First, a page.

Empowering women in India together with UNICEF
Since the start of its operations in India in 2007, Lindström has collaborated with UNICEF to ensure clean water and sanitation for all in the country. Ensuring clean water is also a gender equality topic in the country, where menstruation can still limit a girl’s participation in daily life and thereby limits the future possibilities unreasonably.
In many parts of India, girls are restricted, for example, to socialize with their friends, sleep on their beds, go to school or cook during their periods. Once a month for five days this is the reality for many women in India. This all results from a common belief that the blood released during menstruation is impure and everyday activities are restricted as a result. The taboo of menstruation also means that many girls aren’t learning about menstrual hygiene at home or in school. Apart from being unhealthy and unfair, these restrictions reinforce gender inequity and exclusion – further disempowering women and girls.
Enabling women to join the workforce
UNICEF study found that Jharkhand in India is one of the areas where misconceptions about menstruation are widespread. The majority of the girls living in the area reported that their mothers imposed restrictions on them when having periods. They also lacked information on the importance of washing menstrual cloths.
Luckily, these beliefs and behaviors are starting to change. Believe it or not, this change starts by training women to build and construct toilets. UNICEF has been helping the state to become open defecation free and trained already 55,000 female toilet builders. Most of these women belonged to the marginalized communities, and now when they are participating in economic activities through toilet construction, they are empowered to sustain their families without being dependents. Now, these empowered women are using their economic freedom to lift up the next generation of girls.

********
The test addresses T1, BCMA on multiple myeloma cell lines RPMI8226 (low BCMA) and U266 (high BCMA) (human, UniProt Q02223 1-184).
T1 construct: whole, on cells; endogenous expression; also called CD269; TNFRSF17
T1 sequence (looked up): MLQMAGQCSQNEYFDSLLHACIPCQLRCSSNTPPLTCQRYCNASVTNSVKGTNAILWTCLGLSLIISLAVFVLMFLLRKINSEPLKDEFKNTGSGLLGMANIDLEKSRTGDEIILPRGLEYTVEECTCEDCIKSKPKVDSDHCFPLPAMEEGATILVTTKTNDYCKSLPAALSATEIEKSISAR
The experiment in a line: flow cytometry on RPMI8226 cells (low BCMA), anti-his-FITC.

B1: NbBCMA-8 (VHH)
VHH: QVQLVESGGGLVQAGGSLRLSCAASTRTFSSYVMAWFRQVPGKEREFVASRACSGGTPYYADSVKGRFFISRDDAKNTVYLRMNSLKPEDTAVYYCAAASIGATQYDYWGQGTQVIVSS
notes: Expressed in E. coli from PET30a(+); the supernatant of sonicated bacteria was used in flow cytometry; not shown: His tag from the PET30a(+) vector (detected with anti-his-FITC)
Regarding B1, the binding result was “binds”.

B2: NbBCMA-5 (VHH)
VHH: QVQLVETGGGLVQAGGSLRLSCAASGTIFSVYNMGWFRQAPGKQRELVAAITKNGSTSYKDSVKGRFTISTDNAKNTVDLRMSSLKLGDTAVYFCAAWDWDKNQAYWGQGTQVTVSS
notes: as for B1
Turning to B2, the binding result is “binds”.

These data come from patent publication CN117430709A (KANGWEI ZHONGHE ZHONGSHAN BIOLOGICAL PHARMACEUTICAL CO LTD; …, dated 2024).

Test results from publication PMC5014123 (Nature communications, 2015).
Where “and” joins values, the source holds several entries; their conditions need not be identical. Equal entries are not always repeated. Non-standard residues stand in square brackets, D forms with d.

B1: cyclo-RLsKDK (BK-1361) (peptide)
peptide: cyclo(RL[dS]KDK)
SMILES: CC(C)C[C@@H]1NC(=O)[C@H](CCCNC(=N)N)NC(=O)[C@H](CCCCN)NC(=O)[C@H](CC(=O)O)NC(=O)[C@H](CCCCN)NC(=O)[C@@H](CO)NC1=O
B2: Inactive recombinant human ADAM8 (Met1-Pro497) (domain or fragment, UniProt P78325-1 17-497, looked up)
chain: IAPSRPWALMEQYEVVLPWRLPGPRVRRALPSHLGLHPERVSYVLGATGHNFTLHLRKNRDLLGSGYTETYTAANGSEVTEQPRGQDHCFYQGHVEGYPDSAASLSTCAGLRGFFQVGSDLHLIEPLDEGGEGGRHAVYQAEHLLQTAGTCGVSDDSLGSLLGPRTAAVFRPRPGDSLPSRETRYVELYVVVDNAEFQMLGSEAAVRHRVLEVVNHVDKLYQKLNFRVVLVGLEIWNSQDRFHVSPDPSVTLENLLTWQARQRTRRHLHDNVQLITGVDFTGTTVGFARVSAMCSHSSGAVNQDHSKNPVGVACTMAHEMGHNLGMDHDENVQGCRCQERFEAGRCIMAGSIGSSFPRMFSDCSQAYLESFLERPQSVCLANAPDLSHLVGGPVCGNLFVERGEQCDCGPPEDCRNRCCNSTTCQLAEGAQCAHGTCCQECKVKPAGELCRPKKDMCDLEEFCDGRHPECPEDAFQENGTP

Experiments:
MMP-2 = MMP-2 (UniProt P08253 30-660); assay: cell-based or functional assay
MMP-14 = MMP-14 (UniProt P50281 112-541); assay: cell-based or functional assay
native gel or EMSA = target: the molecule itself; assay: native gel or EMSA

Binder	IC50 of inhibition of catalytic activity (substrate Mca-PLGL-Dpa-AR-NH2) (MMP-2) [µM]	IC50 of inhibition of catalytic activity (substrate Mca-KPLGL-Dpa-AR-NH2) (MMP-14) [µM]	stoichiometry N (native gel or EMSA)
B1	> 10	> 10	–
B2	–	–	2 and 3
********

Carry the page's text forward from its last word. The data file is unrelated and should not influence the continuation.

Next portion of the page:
After women are trained to toilet constructors, some of them see important to raise awareness on menstrual health. They have weekly discussions in their societies, and they train parents in the community about using absorbents and sanitary clothes. They also work to bust myths about periods and encourage girls to go to schools and work, even while having periods.